Check out this story from March 2001. Here are the relevant quotes:
S.F. woman wins abortion lawsuitQuestion for abortion-choicers: Had the dismembered fetus lived (and not been deliberately killed months later), should he/she been allowed to sue for damages?
By Daniel Evans of the Examiner Staff
A woman who remained pregnant following a botched abortion three years ago has been awarded $672,610 from Planned Parenthood.
As the court clerk read the jury's award Wednesday, the woman, whose fetus lost two limbs in the abortion attempt before being terminated months later, lowered her head and wept, convinced her three-year court battle was finally over. And it is, but only for now. An attorney for Planned Parenthood Golden Gate, which oversees nine clinics in the Bay Area, vowed to appeal the award...(Emph. added)
Trial dealt only with pain
The three-week trial dealt only with how much J.B. was owed for her pain, whether Planned Parenthood was liable. San Francisco Superior Court Judge Douglas Munson ordered the reproductive rights organization be held responsible for its failure to turn over critical medical documents to J.B. and her lawyer.
Stocker said she would not comment on why Planned Parenthood refused to turn over the documents, saying only that the organization felt they were "irrelevant" to the woman's case. But J.B. said the documents -- which include internal Planned Parenthood procedures and her medical records --must have contained something the organization didn't want her to see.
"If someone is covering up the evidence, it's obvious they have something to hide," J.B. said. "Why would you wash your hands if they weren't bloody?" The woman, a Yugoslav immigrant, described her experience in her testimony and in the original lawsuit.
In October 1997, she discovered she was pregnant and went to Planned Parenthood. But the care she received at the clinic on Eddy Street was less than ideal, said her lawyer, Chris Dolan. The first-trimester abortion J.B. sought went awry. Medical experts testified that J.B. was probably pregnant with twins. But the procedure she underwent in December 1997 only fully removed one fetus.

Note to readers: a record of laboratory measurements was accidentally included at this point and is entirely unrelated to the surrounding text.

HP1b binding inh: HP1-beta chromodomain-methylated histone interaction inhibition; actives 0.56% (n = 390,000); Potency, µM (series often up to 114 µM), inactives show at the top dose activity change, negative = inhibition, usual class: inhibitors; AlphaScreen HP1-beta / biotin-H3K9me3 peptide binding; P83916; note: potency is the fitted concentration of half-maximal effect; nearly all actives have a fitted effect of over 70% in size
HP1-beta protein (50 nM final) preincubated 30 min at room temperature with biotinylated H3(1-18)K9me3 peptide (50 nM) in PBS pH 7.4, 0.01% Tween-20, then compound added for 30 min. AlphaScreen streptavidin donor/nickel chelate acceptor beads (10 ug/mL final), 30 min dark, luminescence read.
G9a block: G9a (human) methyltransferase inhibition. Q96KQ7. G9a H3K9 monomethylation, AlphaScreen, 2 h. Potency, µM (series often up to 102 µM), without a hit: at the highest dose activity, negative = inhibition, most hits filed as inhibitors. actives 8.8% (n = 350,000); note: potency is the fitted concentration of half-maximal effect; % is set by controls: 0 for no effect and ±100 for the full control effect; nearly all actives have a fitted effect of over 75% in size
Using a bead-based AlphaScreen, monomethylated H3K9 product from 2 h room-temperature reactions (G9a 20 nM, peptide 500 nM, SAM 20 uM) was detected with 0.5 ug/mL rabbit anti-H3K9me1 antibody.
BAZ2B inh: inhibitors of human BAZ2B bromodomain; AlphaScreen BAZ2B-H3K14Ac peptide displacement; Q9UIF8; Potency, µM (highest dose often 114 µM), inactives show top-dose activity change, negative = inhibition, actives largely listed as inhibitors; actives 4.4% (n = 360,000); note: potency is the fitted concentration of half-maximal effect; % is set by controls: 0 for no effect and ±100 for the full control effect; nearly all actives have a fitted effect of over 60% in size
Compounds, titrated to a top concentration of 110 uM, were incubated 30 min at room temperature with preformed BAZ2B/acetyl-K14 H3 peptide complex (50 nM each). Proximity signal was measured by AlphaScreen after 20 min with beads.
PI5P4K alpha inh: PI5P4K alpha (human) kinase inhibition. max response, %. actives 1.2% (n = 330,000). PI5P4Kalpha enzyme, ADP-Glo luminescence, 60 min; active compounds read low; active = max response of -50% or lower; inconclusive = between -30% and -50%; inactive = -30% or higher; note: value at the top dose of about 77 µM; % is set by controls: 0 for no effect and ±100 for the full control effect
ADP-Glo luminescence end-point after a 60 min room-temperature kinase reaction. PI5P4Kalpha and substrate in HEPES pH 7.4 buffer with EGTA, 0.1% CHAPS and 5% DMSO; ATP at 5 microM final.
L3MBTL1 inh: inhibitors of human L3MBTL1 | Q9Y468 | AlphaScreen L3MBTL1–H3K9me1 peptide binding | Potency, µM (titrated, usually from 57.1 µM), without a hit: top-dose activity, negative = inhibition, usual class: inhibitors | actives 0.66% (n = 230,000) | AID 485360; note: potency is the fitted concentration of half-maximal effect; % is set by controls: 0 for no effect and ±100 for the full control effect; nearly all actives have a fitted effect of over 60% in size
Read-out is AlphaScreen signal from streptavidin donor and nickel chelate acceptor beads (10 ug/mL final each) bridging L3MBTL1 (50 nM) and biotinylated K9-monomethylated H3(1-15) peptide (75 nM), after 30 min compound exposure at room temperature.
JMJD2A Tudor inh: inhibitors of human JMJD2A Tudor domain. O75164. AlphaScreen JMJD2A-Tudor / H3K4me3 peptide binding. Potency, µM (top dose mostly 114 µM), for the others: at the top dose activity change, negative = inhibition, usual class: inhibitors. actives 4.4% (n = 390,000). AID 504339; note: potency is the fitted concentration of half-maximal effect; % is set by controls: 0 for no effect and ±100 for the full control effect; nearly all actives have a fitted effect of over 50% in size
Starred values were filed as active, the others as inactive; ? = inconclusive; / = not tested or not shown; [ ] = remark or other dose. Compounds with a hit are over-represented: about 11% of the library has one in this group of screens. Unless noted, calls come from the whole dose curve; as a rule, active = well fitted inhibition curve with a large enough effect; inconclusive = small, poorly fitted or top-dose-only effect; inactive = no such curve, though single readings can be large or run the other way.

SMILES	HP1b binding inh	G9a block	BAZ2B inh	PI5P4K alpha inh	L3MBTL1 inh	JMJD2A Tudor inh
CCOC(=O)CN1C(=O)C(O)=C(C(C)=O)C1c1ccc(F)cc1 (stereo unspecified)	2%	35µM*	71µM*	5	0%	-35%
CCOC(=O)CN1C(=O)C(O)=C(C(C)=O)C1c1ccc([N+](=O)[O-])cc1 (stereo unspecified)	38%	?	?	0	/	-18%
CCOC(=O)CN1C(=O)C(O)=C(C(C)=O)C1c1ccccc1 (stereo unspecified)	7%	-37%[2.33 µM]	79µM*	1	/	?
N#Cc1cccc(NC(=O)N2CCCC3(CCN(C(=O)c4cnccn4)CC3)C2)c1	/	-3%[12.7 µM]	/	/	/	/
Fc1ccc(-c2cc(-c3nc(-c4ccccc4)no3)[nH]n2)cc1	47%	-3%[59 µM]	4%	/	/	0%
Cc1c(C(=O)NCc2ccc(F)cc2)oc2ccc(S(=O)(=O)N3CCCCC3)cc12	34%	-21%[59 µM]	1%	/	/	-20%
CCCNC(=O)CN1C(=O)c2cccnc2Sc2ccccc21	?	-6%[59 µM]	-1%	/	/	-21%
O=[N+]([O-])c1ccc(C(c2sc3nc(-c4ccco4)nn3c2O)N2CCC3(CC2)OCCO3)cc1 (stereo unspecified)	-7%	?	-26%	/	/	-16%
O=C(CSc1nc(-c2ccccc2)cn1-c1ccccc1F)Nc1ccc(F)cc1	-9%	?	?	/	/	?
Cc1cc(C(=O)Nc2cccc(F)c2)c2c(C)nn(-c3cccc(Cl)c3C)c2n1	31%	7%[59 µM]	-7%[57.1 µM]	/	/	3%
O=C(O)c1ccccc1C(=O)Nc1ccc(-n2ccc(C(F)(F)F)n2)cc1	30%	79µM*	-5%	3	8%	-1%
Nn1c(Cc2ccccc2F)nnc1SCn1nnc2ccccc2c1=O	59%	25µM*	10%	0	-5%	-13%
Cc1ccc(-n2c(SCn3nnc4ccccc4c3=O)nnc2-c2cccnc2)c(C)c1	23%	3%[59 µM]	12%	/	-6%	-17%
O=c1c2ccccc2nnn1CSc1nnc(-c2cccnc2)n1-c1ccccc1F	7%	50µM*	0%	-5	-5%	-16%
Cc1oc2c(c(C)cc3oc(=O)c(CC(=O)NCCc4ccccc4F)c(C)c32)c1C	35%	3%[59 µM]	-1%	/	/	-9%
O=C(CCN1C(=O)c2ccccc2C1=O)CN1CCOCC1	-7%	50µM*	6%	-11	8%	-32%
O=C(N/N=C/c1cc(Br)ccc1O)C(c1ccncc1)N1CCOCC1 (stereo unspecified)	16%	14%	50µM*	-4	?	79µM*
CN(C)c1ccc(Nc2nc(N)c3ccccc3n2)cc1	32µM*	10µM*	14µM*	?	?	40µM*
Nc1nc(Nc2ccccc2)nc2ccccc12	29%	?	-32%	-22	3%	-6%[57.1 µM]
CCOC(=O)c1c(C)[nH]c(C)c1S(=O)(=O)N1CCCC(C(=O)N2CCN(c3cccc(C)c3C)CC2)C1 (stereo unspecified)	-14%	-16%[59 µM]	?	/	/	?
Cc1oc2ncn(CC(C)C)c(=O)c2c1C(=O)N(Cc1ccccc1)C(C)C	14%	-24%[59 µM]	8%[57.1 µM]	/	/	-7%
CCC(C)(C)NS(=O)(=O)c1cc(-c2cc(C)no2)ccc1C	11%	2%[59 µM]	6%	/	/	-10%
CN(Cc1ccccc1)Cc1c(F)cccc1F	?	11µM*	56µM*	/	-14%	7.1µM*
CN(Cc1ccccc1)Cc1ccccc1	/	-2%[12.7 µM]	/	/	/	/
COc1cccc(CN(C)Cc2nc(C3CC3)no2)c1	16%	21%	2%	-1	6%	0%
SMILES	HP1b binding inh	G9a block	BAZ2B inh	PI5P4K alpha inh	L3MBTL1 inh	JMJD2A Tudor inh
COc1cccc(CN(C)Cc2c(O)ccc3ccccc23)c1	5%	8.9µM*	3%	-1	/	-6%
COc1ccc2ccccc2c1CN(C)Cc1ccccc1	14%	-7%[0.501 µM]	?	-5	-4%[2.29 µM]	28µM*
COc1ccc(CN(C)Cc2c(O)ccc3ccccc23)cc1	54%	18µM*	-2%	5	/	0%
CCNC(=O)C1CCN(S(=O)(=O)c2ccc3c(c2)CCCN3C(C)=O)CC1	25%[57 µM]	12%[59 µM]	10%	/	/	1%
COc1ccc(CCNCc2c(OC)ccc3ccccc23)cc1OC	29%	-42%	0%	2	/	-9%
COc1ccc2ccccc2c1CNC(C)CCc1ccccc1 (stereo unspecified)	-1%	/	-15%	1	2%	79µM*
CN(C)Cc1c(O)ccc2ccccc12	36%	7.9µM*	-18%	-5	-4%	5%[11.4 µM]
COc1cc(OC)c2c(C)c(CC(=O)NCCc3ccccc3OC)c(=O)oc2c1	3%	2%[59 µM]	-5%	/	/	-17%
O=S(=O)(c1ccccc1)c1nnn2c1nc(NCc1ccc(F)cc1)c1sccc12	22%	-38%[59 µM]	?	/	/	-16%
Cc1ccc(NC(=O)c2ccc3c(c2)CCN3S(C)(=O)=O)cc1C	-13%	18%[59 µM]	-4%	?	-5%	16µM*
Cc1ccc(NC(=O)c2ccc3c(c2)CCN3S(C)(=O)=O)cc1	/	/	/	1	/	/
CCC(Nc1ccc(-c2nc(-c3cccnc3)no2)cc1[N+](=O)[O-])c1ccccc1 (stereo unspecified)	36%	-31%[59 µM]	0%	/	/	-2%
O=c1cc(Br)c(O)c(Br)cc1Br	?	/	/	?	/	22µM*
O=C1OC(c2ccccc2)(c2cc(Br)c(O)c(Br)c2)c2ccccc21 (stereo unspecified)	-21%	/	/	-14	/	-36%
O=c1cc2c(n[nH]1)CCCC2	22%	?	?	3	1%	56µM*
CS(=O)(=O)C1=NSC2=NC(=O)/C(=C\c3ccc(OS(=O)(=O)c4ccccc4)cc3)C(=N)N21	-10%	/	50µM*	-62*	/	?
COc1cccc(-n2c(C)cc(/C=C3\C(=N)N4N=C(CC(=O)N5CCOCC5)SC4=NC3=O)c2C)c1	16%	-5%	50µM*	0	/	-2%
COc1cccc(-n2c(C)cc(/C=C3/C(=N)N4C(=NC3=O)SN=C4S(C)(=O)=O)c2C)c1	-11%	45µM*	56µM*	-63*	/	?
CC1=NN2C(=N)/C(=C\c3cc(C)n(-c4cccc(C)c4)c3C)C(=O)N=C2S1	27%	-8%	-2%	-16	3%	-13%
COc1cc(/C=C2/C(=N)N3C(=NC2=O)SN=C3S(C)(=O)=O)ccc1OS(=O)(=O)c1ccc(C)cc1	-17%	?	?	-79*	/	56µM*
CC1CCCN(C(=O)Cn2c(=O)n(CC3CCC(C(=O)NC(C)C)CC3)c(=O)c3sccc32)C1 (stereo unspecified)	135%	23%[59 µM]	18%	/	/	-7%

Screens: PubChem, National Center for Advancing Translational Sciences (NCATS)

Though she was told the abortion was complete, J.B. said, she still felt pregnant two weeks later in a follow-up exam, and called several times for advice. Each time, she was told that her symptoms were normal. But on Feb. 18, 1998, J.B. demanded a urine test. The same nurse who had long assured her nothing was wrong came back horrified. J.B. was still pregnant, her lawyer said.
Given a list
She had been carrying the fetus for nearly six months. The Planned Parenthood clinic does not do abortions late in the second trimester, so she was given an apology, a list of providers who would do abortions in the second trimester, and shooed out the door, Dolan said.
Though Planned Parenthood did relent and pay for the second abortion, J.B. was emotionally traumatized, something that would only get worse.
An ultrasound at the Buena Vista women's center revealed the fetus -- or the remaining fetus -- had only one arm and one leg. "She sees the ultrasound, and has an emotional collapse," Dolan said. "She has to go through a three-day procedure to terminate the fetus' life, something that absolutely wrecks her." (Emph. added)
Since that day, Dolan said, his client has been haunted by visions of babies being killed, has contemplated suicide, and cries uncontrollably at the sight of young children -- particularly twins. "She is like a shattered human being," said the attorney, adding that J.B. has been diagnosed with post-traumatic stress disorder. "She has been unable to be in a relationship since this happened. She can't get in close proximity to a man without shaking and, sometimes, vomiting."
The trial began Feb. 2, and the jury returned its verdict after two days of deliberations. They awarded her $650,000 for mental anguish, $1,870 in past medical costs, $14,500 for future psychiatric expenses and $6,240 in lost earnings. "I think deciding the economic damages were fairly easy," said Paula Brown, who served as the jury's forewoman. "But the non-economic part was more difficult. It's not really easy to put a dollar amount on someone's life...."
In the end, however, Brown said the jury went with Dolan's recommendation, finding it was fair. Fair or not, the award will be reduced, due to a 1975 California law that limits non-economic damages in medical malpractice cases to $250,000. Though upheld by the courts on several occasions, the cap has never been increased.